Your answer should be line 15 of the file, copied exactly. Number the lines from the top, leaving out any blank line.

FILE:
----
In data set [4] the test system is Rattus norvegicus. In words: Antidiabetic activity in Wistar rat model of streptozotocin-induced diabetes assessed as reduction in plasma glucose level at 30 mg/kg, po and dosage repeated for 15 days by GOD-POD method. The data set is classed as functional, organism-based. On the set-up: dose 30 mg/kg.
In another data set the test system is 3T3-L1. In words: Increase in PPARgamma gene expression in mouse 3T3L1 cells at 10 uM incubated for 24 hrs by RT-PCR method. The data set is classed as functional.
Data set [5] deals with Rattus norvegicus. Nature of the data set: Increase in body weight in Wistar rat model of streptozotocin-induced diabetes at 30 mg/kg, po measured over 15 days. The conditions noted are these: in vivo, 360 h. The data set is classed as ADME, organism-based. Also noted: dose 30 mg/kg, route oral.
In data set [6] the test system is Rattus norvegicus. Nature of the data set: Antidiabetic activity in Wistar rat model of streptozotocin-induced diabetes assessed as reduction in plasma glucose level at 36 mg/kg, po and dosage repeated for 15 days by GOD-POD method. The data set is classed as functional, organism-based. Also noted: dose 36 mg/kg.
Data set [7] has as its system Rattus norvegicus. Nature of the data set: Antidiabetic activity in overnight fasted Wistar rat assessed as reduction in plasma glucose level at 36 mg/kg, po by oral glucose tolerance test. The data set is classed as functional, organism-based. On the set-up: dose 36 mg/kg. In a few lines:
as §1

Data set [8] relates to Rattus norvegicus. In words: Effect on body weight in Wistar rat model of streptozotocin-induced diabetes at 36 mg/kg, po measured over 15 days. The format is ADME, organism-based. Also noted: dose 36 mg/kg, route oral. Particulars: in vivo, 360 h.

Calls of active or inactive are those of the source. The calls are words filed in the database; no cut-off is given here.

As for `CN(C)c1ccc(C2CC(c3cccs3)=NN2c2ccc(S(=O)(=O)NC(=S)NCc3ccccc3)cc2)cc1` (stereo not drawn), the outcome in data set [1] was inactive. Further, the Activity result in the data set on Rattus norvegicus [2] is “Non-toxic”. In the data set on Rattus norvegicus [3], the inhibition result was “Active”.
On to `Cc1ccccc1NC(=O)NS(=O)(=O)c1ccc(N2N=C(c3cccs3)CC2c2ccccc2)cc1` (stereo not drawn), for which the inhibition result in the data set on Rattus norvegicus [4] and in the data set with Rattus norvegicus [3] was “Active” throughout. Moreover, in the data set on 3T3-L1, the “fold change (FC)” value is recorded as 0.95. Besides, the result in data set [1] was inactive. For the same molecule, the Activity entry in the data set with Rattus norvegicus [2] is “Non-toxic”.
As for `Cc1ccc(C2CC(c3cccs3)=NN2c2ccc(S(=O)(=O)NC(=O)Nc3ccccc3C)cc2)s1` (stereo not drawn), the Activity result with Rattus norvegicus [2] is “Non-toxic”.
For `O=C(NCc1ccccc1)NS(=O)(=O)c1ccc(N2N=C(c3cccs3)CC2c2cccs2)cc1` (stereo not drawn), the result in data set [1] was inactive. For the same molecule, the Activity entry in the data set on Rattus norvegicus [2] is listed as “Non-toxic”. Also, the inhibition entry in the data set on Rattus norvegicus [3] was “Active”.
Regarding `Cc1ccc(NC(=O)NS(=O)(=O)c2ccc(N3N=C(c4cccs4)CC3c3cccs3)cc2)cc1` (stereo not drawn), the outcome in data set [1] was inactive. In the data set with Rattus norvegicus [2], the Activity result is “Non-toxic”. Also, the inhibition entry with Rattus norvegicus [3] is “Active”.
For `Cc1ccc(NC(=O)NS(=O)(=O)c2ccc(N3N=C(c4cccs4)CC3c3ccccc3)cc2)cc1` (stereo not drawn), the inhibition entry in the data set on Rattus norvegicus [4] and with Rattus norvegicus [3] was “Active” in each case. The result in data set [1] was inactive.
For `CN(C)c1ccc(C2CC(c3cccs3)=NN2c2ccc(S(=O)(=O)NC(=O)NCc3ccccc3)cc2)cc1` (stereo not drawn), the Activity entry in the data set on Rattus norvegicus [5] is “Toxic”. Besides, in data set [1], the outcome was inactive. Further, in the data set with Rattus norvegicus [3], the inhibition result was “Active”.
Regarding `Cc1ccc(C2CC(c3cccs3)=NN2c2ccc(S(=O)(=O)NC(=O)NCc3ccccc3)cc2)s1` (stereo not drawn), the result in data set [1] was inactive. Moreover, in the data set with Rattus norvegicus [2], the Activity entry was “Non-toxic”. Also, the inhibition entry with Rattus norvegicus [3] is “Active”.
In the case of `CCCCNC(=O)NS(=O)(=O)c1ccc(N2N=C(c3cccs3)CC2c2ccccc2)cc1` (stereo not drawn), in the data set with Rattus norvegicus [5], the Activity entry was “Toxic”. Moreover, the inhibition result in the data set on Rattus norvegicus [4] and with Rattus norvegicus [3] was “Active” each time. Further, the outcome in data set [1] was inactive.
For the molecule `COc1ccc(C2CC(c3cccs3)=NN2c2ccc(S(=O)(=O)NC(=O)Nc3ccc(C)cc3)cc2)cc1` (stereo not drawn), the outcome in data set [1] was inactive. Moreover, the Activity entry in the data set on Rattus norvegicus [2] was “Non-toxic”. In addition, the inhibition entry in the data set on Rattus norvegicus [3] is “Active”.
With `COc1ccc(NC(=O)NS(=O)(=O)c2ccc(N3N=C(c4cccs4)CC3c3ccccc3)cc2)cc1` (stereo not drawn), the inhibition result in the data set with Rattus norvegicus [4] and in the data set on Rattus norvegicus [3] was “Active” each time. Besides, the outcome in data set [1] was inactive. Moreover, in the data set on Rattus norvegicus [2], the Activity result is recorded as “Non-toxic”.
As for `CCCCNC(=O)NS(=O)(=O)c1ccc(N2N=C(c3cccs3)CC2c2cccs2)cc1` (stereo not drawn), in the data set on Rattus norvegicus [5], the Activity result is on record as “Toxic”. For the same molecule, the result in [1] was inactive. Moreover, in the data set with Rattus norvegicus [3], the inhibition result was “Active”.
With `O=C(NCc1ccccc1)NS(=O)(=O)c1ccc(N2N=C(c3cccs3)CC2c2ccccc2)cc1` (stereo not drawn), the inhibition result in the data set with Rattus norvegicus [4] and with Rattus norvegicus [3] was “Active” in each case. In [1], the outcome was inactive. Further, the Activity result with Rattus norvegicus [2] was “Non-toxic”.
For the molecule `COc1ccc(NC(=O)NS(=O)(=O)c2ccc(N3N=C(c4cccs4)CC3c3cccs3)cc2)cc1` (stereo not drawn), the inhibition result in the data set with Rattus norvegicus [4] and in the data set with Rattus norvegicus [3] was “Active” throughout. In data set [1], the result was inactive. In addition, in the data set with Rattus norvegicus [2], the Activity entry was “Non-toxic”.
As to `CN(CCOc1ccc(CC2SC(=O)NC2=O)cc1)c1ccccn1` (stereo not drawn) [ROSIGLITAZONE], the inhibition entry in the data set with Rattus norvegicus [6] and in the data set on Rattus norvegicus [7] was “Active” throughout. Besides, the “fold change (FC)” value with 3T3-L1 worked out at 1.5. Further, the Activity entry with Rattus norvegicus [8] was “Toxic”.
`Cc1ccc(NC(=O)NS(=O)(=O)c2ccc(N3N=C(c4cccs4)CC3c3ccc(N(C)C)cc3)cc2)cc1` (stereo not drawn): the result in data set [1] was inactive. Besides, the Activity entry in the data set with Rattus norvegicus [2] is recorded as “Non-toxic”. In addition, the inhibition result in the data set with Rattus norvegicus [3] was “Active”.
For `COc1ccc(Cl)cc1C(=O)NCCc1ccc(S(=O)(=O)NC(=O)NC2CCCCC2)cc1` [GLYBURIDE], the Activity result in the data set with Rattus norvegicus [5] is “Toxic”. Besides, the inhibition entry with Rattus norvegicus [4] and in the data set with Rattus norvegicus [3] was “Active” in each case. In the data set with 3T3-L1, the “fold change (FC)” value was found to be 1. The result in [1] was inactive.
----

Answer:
For `CN(C)c1ccc(C2CC(c3cccs3)=NN2c2ccc(S(=O)(=O)NC(=O)NCc3ccccc3)cc2)cc1` (stereo not drawn), the Activity entry in the data set on Rattus norvegicus [5] is “Toxic”. Besides, in data set [1], the outcome was inactive. Further, in the data set with Rattus norvegicus [3], the inhibition result was “Active”.